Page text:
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Airbus E-Fan First flight

KoV

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The electric ducted fan plane from Airbus made its first flight :
L'E-Fan d'Airbus à volé.

https://www.youtube.com/watch?v=RhjDRzHikbw
 

Stargazer2006

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Nice! It's not so often we get to see a new and distinctly different prototype take flight (last one I remember was the Cessna... er... Textron Airland Scorpion.)


The design has more of a German look to it (Fantrainer, gliders...) than French, really... Wonder where it was designed, exactly.
 

KoV

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E-Fan is purely "french".

"The E-Fan project originated during the Paris Airshow
2011, as a follow-on to the first cooperation between
EADS Innovation Works and Aerocomposites Saintonge
(ACS) on the Cri-Cri – the world’s first fully electric four
engine aerobatic plane."

If you want to know more :
http://m.airbus-group.com/airbusgroup/int/en/news/media.19bf802f-1fad-4ce7-b61c-b5d6eab6b51d.-E-Fan+Brochure.html
 

Stargazer2006

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Cy-27

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The Airbus E-Fan (Electric Aircraft) two-seat concept aircraft has been on flying at Farnborough FIA 2014 this week.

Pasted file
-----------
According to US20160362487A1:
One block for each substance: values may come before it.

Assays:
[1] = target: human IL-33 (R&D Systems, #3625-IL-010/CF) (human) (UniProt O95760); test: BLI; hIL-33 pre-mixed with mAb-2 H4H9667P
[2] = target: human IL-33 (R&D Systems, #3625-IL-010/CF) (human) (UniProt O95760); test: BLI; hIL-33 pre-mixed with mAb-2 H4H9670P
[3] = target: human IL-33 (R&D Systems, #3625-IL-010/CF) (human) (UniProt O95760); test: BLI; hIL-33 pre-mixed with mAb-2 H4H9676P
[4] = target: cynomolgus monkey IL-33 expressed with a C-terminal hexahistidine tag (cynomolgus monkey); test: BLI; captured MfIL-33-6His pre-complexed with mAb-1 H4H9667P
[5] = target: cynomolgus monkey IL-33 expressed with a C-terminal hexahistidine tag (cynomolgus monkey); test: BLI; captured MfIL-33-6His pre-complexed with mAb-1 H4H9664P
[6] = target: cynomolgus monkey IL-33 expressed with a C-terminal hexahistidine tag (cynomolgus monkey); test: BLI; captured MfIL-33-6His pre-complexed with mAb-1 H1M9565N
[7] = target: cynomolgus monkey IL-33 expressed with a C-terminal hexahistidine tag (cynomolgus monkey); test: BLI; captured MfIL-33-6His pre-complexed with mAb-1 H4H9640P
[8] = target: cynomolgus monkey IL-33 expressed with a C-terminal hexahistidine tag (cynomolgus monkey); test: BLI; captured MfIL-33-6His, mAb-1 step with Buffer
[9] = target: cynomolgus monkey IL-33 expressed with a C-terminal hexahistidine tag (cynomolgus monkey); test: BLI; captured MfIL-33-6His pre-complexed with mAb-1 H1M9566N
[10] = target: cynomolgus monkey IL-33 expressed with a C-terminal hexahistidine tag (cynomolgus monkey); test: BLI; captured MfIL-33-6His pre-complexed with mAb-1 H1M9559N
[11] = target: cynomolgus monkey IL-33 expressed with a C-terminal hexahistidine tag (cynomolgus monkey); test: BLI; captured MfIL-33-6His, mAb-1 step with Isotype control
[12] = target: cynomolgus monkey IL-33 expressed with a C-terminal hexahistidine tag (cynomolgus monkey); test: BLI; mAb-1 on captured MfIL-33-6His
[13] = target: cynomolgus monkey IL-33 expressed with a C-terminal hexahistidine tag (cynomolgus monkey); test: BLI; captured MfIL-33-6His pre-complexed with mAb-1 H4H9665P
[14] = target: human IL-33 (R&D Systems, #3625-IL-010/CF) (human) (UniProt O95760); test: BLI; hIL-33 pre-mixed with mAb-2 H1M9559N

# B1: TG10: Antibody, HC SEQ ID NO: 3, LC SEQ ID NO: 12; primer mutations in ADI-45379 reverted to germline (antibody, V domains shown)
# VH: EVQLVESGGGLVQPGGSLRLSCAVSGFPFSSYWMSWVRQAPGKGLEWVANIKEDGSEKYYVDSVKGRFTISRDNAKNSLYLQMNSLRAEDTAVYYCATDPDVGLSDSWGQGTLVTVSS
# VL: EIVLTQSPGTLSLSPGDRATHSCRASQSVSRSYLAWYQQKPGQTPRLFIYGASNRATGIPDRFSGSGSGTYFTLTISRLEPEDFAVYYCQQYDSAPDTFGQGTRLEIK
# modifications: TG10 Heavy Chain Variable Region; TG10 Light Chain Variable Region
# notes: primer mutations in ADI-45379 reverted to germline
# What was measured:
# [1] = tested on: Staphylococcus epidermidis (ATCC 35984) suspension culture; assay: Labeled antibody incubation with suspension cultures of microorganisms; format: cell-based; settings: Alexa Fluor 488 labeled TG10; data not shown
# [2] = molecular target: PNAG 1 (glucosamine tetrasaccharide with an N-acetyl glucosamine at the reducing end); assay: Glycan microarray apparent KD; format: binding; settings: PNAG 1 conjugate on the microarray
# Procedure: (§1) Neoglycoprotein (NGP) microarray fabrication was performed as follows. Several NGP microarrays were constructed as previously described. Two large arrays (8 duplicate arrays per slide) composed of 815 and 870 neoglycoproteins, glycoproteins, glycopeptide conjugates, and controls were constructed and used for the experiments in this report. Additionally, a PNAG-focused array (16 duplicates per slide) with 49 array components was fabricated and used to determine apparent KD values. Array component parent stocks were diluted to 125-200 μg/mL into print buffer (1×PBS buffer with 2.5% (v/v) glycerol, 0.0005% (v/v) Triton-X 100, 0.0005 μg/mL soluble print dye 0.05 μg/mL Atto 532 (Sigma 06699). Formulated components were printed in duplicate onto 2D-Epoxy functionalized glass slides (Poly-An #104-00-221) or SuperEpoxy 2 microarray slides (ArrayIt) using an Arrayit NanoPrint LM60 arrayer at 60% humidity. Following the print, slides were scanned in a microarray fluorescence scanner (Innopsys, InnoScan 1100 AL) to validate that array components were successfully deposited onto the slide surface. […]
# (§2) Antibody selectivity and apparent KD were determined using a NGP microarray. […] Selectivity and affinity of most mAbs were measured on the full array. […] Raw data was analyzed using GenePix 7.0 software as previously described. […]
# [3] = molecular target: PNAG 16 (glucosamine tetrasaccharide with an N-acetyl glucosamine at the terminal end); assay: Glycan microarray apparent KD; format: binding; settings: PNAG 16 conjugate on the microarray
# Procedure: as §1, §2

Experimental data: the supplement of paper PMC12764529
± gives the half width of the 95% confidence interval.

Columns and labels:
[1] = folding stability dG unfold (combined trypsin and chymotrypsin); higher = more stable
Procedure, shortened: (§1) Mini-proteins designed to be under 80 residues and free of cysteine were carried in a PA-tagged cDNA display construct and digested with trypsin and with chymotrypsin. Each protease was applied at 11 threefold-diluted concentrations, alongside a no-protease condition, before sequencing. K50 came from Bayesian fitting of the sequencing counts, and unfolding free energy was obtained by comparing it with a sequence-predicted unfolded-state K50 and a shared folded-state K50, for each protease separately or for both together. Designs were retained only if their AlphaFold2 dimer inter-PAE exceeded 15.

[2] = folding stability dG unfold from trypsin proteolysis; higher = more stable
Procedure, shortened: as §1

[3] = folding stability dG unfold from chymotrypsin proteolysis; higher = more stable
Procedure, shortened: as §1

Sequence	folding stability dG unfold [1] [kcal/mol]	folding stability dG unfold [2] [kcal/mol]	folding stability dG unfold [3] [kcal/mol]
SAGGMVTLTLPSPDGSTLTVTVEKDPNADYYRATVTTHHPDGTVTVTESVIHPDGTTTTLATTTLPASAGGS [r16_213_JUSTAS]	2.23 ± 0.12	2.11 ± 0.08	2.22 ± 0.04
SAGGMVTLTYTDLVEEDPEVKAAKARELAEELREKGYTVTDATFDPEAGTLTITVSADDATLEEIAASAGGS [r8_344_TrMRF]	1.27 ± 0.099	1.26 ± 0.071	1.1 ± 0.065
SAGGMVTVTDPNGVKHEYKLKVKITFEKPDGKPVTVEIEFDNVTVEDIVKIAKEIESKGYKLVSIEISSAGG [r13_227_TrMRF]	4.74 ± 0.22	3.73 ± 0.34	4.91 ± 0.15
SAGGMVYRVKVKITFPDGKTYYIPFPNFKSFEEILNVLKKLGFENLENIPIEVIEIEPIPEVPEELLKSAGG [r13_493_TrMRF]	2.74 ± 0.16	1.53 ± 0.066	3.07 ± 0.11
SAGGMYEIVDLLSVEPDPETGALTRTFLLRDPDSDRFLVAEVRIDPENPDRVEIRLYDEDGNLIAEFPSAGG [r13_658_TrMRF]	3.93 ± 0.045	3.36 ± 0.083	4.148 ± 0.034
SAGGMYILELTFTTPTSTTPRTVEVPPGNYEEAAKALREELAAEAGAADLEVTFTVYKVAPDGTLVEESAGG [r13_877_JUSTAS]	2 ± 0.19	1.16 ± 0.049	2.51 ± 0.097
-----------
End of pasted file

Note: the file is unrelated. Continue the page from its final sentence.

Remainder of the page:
It is an all-composite construction, 6.7 m (22 ft) long and a wingspan of 9.5 m (31 ft).

It has two ducted, variable pitch fans spun by two electric motors with a combined power of 60 kW.

The centrally mounted fans provide better control. Powering the fans are a series of 250 Volt lithium-ion polymer batteries made by KOKAM of the Republic of Korea.

The batteries are located in the inboard section of the wings and carry enough charge for up to one hour of flight and can be recharged in one hour.

The undercarriage main and nose-wheel are centrally located and light outriggers are used to save weight.
 

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Zoo Tycoon

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I recently picked up a rumour that this project originated with Elon Musk but was quietly sold to Airbus as a concept architecture with key technology suppliers identified . I understand Airbus are more than a bit sensitive to this preferring to portray it as an original French invention .

Anyone able to confirm?
 

RyanCrierie

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This is highly interesting -- for one; once the technology improves and becomes productionizable; it has the capability of making light aviation aircraft actually somewhat affordable to the general public -- or... in a round about way; making electric boats much cheaper.


One of the biggest costs of a plane or boat is the fuel -- at the MoCo AirPark last week; the prices were:


Jet A Full Service: $5.99
100LL AVGAS Full Service: $6.60


A simple Cessna 172 needs 56 gallons; so a full fillup is $369.60; giving you a cruise range of 500 nautical miles -- meaning that flying from Montgomery County MD to Ocean City MD and then back again (300 n.mi total due to the need to fly a odd course to avoid the Washington DC ADIZ) sets you back $220~ bucks.